Teamwork and team building are increasingly seen as crucial to organizational performance, whether we are talking about a business, an athletic competition, a family, or just two workers coordinating their efforts. More books are written about team building than any other aspect of organization development. Yet it is still not entirely clear what the essence of teamwork is. One aspect is clearly that every member must perform some role that is relevant to what the group is trying to do.
Everyone knows that we are in a hurry. Why else would drive-through, fast food restaurants now have two lanes? Why else would parishioners be tweeting their pastors during the sermon with their questions? No one wants to wait for anything–not even 30 days for a more powerful vocabulary. There is, after all, so much to do in so little time.
by Andrew Sibley
A Titanic metaphor for industry and the natural world
In the spring of 1912, one of the largest ships ever built left Southampton, England, and steamed westwards towards the United States. It was the epitome of its age: the height of luxury, technology, prosperity and progress. It was, of course, the Titanic, and it was destined to come up against the natural world in the shape of an iceberg.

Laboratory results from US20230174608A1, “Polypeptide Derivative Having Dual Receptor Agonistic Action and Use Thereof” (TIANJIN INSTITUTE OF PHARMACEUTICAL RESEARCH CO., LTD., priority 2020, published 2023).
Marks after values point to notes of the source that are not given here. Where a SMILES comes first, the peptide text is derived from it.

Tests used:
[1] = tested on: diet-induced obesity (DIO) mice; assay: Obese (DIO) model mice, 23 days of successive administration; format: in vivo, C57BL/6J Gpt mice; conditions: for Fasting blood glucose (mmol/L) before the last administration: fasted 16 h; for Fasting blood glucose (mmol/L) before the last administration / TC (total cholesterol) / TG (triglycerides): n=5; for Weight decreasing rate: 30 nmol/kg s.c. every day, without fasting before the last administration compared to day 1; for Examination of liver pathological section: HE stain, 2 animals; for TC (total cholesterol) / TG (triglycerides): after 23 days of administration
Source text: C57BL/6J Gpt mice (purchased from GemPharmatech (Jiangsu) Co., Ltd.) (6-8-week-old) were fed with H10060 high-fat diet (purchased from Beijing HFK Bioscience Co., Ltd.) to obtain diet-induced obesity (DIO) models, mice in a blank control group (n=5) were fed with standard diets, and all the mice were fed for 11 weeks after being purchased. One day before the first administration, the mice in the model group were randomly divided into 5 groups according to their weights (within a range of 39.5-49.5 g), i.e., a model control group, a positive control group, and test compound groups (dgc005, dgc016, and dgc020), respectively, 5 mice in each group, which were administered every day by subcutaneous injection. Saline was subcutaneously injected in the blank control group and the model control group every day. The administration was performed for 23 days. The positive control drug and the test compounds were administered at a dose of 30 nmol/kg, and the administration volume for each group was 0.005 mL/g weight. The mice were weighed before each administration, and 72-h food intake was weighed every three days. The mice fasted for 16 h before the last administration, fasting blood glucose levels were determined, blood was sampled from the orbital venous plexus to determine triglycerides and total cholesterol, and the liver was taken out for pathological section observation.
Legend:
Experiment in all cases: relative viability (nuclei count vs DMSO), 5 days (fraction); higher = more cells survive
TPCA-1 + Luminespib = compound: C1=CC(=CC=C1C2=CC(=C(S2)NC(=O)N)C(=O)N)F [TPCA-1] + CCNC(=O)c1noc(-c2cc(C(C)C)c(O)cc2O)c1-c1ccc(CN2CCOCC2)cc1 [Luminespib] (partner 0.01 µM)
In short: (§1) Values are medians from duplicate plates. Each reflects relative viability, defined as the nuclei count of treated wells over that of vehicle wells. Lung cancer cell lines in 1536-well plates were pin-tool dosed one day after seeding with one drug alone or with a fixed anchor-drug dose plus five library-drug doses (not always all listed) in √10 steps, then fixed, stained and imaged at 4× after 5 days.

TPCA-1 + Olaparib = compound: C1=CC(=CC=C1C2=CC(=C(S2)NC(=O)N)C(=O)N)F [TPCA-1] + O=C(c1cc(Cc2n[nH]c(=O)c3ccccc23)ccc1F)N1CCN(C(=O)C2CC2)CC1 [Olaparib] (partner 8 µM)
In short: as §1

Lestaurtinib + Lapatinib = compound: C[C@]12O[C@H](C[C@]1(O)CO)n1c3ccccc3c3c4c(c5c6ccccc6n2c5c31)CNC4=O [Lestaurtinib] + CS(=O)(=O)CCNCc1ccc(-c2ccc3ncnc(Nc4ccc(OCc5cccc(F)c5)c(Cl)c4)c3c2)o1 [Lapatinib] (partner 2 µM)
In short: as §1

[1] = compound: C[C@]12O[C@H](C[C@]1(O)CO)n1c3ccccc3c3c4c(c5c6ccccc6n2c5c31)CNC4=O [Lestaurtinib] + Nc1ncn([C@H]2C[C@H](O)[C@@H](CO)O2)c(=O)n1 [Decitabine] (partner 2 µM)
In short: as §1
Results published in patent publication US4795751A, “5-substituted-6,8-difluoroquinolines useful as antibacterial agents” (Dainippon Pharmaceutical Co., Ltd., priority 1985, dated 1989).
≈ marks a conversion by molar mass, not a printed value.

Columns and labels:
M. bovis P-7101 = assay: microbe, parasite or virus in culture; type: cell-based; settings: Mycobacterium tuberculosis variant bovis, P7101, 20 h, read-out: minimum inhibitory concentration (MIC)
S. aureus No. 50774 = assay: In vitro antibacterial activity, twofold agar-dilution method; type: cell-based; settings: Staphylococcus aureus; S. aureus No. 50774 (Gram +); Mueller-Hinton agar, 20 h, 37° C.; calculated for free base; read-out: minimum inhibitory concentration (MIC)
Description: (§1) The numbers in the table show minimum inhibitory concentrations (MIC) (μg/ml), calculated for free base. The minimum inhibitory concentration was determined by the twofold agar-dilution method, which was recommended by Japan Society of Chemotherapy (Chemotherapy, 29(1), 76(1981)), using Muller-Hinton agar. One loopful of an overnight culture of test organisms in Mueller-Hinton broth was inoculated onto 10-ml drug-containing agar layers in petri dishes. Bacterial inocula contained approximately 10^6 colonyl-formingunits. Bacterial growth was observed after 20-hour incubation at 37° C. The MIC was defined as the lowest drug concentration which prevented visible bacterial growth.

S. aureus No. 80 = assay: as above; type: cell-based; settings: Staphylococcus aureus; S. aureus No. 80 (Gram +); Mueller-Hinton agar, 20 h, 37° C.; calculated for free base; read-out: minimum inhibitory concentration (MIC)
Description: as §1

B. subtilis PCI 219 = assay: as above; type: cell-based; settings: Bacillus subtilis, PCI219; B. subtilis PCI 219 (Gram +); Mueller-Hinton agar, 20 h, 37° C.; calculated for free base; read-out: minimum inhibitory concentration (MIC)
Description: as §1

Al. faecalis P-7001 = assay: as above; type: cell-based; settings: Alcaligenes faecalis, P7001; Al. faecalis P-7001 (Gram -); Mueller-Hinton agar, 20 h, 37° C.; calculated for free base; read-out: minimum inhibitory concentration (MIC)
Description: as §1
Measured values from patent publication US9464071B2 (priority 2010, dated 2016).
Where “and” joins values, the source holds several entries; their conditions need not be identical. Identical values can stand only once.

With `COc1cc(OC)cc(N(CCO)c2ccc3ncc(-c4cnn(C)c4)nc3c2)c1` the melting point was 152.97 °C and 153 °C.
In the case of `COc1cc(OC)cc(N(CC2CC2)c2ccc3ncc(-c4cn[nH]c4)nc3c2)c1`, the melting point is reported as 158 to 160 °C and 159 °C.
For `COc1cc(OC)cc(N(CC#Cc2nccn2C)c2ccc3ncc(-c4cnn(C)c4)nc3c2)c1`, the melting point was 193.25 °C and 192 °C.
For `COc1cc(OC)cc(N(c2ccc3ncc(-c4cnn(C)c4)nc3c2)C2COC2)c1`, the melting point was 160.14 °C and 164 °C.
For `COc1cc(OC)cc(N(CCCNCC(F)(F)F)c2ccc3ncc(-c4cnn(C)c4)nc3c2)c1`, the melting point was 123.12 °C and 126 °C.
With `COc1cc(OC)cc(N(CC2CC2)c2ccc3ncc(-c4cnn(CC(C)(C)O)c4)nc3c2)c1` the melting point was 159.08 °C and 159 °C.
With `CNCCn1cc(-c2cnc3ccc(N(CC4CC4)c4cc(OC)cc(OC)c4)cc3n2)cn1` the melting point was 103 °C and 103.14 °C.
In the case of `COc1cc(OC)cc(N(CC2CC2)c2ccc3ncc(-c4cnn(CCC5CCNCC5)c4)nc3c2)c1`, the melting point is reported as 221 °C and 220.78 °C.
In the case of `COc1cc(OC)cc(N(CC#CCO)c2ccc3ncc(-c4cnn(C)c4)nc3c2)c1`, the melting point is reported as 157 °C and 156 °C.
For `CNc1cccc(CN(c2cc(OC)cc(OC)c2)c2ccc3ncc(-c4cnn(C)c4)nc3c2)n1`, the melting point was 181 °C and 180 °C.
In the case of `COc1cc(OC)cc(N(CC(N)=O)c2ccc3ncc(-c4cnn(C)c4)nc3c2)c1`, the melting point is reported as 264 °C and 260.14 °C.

Our local taxi service takes me to and from the airport. A few years ago the company installed a new computerized dispatching system along with new credit card terminals. On paper, it looked great: faster dispatch, improved cash flow, quicker and more accurate credit card processing. Drivers, customers, and the company would benefit.
By Steve Baker
Your big decision could well be a better one by letting it percolate a while longer.
The 100-degree heat leapt off the sandstone walls, searing any patch of unprotected skin. At our feet, the 40-degree water of the Colorado River made ankles ache with cold. A group of strangers gathered around huge rubber rafts, getting ready to challenge the Grand Canyon.
By Art Dykstra
Judging by the invitations to read that come across my desk or computer screen, it is obvious that today much attention is being given to the matter of corporate or organizational culture. Perhaps management consultants and academics are becoming more aware of the impact culture has on organizational productivity and performance. Mindful leaders in touch with their organization have known this for a long time.
Leaders are defined almost solely by what they do. What they know, how they think, what they believe, how they view the world–these are indispensable elements of the core identity on which their leadership is based. But at the end of the day, their actions are what really matter, and action is always an expression of choice.